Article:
Your coverage of the new report from Reform, an independent and non- party think tank, was headed "Tory idea to scrap funding bodies and give cash to students" (FE Focus, November 28). This is a misleading account of what I said at the launch of the report and of our policies.
The report includes a searing account of the muddle, complexity and inefficiency that have characterised this Government's approach to skills. It highlights weaknesses of the current system effectively.
But, while I share Reform's concerns, I made it clear at the event that I have doubts about the group's ideas. Their flagship idea is to give young learners a standard sum of money to spend how they wish.
But, given the disparity of costs between subjects, it is hard to see how this could work in practice. And, as I explained at the meeting, older learners would be disadvantaged.
We have proposed a more coherent package of reforms in our own skills Green Paper. Our key goal is to set FE colleges free so that they can respond to the needs of local people and local businesses. We would replace the Learning and Skills Council with a new light-touch further education funding council.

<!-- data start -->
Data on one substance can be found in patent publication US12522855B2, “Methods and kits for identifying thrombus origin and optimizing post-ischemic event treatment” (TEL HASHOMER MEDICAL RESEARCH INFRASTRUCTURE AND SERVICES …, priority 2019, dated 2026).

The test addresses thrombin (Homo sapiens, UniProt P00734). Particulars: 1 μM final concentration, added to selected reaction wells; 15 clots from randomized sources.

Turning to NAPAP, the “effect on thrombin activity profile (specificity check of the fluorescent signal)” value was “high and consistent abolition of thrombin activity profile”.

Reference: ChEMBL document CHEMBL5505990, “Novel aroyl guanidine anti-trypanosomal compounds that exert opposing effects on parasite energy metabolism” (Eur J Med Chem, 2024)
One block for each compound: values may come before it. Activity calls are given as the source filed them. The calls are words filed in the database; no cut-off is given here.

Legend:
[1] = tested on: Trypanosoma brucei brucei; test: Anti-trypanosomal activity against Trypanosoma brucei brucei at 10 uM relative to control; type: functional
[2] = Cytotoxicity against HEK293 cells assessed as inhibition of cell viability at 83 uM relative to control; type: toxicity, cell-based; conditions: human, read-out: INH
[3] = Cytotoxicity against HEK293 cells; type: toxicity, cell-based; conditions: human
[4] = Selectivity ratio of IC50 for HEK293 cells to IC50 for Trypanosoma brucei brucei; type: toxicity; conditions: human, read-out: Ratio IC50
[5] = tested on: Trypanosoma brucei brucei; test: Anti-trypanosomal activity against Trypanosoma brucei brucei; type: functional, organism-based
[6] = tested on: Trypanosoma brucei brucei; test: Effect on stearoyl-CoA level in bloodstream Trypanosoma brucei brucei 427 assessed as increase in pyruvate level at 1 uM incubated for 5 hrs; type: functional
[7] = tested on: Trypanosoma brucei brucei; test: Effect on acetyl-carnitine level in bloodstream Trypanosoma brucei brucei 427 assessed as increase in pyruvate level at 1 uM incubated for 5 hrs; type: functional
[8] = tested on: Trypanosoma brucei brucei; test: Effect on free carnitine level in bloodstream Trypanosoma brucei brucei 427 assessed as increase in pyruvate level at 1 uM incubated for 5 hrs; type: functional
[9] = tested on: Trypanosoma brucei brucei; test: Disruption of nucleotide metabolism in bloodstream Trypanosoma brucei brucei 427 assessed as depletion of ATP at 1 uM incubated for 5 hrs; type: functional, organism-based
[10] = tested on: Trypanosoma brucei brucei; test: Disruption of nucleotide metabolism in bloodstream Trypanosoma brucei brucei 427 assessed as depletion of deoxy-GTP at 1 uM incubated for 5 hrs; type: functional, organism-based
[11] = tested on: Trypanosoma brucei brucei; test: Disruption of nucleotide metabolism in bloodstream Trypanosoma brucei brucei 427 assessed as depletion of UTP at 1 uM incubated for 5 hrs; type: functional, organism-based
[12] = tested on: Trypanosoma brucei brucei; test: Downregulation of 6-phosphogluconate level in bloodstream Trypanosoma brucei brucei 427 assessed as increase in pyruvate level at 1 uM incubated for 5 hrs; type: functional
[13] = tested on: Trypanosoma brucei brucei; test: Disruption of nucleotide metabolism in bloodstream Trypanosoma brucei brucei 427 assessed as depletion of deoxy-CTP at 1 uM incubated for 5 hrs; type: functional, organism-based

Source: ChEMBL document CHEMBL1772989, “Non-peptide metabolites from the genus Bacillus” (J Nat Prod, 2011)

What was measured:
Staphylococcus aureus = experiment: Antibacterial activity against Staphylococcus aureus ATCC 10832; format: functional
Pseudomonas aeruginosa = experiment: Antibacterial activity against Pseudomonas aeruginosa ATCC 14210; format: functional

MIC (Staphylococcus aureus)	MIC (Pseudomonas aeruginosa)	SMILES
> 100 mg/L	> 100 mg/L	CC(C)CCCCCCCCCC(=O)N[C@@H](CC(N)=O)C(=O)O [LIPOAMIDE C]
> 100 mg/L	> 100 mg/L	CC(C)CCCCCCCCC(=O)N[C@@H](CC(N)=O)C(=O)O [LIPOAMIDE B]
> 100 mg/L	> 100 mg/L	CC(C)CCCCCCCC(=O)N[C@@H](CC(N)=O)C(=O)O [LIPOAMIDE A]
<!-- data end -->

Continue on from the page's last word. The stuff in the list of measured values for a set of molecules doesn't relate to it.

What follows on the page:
We will also establish a Pounds 100 million fund for people not in education, employment or training and a Pounds 100 million adult and community learning fund, which FE colleges would be able to bid for. And we would fund a large boost to apprenticeships for people of all ages, with the training delivered by FE colleges and others.
On higher education, we have called for the student finance review to be brought forward and to be as thorough as possible.
FE colleges are the unsung heroes of our education system. It is clear that we will not be able to face down the recession without them. We must boost the FE sector's capacity to help people with training needs.
David Willetts, Shadow Secretary of State for Innovation, Universities and Skills.